Napalm Death had toured massively worldwide by mid-'92, and with all the pressures associated with that lifestyle led to a rift between Mick Harris and the rest of the band. Deciding to leave, Harris founded the successful ambient dub outfit Scorn, whilst his vacant place was filled by Danny Herrara, whose first live gig was in front of 3000 fans in Germany. An extensive US jaunt with Sepultura, Sacred Reich and Sick of It All followed, together with a short trip to Russia, playing to a combined audience of 14000 over two shows.

Back in the studio, the band unleashed 'Utopia Banished', the fourth full length LP, a record full of new found intensity. Another 12" was culled, this time the three track 'The World Keeps Turning.' Uniting with Obituary and Dismember the band trekked across Europe once again as part of the 'Campaign for Musical Destruction' tour. This continued into the States with Carcass, Cathedral and Brutal Truth. Other notable live dates followed as support with Faith No More in Holland, before a trip to South Africa in 1993. A compilation, 'Death By Manipulation' was also issued, featuring the best of Napalm Death to date.

Returning from the highly charged atmosphere of South Africa, Napalm recorded a cover of the Dead Kennedy's 'Nazi Punks Fuck Off' as a 7" , with all proceeds going to Anti-Nazi organisations. To this date it has sold over 10,000 copies. More dates took place in Canada, before it was time once again to return to the studio.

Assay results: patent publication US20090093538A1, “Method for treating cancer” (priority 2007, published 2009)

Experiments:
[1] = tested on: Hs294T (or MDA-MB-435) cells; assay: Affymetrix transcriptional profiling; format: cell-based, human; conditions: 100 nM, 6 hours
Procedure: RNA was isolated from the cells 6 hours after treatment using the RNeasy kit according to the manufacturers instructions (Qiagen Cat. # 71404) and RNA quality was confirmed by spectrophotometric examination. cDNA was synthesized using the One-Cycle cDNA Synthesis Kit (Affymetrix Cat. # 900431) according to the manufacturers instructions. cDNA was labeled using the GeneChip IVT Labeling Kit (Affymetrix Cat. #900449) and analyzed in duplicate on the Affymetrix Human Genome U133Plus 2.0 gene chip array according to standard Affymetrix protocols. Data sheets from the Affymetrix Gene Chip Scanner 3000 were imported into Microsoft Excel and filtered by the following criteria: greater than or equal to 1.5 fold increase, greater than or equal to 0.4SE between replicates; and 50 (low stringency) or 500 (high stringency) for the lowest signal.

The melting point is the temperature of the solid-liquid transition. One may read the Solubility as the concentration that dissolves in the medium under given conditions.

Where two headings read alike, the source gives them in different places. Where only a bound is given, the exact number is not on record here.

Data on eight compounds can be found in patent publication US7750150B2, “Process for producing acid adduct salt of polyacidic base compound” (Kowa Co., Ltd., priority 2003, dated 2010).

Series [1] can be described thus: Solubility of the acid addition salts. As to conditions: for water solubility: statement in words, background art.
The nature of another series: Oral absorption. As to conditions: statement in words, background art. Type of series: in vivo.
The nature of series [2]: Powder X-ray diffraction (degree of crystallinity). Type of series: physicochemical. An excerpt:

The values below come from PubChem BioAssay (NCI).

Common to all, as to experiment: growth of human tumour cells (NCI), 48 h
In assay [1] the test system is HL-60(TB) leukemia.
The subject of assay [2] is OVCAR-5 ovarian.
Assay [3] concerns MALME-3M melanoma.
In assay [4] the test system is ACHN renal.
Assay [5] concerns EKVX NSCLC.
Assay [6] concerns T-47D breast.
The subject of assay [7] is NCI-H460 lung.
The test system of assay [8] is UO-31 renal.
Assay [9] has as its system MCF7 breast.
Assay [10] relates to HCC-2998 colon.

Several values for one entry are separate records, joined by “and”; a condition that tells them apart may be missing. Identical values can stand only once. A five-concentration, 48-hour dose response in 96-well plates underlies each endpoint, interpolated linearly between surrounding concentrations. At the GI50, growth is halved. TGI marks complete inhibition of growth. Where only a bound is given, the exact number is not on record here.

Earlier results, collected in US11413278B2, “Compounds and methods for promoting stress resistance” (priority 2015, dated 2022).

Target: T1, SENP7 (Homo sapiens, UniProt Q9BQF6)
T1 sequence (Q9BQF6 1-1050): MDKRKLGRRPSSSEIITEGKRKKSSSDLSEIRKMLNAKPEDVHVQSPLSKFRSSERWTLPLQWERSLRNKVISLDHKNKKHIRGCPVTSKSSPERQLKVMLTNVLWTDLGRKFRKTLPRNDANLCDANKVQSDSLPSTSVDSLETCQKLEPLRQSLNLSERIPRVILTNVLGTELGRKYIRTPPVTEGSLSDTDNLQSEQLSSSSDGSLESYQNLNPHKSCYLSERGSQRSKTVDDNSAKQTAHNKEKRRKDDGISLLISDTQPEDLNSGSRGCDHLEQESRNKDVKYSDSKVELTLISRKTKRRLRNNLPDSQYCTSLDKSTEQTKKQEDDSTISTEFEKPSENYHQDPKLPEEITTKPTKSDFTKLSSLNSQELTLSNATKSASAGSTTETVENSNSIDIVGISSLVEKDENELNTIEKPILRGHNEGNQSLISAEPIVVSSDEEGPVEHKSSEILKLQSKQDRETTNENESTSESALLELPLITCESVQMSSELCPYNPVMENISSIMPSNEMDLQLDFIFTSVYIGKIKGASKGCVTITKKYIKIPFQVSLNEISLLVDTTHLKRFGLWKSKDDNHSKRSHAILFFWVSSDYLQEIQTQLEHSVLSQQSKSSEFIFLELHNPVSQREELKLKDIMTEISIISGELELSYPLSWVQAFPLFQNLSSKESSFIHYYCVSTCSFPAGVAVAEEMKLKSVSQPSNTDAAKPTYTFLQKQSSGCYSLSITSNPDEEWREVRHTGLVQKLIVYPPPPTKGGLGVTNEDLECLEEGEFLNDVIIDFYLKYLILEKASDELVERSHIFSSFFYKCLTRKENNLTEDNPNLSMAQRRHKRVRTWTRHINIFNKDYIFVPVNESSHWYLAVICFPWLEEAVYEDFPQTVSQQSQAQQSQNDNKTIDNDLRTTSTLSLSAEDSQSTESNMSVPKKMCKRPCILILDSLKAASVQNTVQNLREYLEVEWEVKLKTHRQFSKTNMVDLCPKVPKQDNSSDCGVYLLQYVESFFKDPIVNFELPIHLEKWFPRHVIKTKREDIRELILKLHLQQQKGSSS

Originally called 'Under Rule', the result of all the hard work became 'Fear Emptiness Despair', a fitting title for an album of such brooding intensity. Fans and critics alike acclaimed it as Napalm's finest hour, and live slots with Entombed, Obituary and Machine Head brought the power to hungry audiences. Then, with the latest album 'Diatribes' released in January '96, Napalm Death bluntly accepted the challenge laid down by the new breed of Nineties metal acts - and threw it back in their faces.

Bassist Shane Embury, speaking at the time, was typically enthusiastic about the record's prospects: "We've been taking influences from everywhere, and using them to get a more mature sound," he relates. "It's interesting to see what gets people moving in the clubs and at gigs, and we've noticed that what gets them going is songs with a good structure, something they can dance to - although we're not about to write any pop songs. It's just that we're into what bands like Smashing Pumpkins and Jane's Addiction do with their songs, and we draw on that and just make it a lot heavier."

'Diatribes' certainly retained all of Napalm Death's trademark power, but a certain maturity had developed into a tightly focussed idea of what the band can achieve. Most importantly, the album proved that Napalm Death today are as relevant as they'd always been. Lengthy touring of Europe, America, Australia and Japan ensued, but band tensions seemed to be running high. These fears were recognised in November '96, when the band revealed that they had replaced long-term vocalist Barney with Phil Vane from Extreme Noise Terror. A split EP with Coalesce emerged in January 1997, seemingly marked the end of Barney's career in the band, but the partnership with Vane was short lived as during the 'Inside the Torn Apart' recording sessions Barney was dramatically re-instated.

Re-energised the band attacked the recording of the new album with new verve, completing sixteen crushing songs in double quick time. The suitably ironically titled 'Inside the Torn Apart' can be seen as the result of creative tensions working to the maximum effect. With the turmoil within the band out in the open, each individual member seemed determined to let the music do the talking. From the opening salvo of 'Breed to Breathe' and 'Birth In Regress' to the morosely twisted ending of 'The Lifeless Alarm', the album sees Napalm Death firmly looking to the future, and finally laying to rest tired accusations that they had seen better days.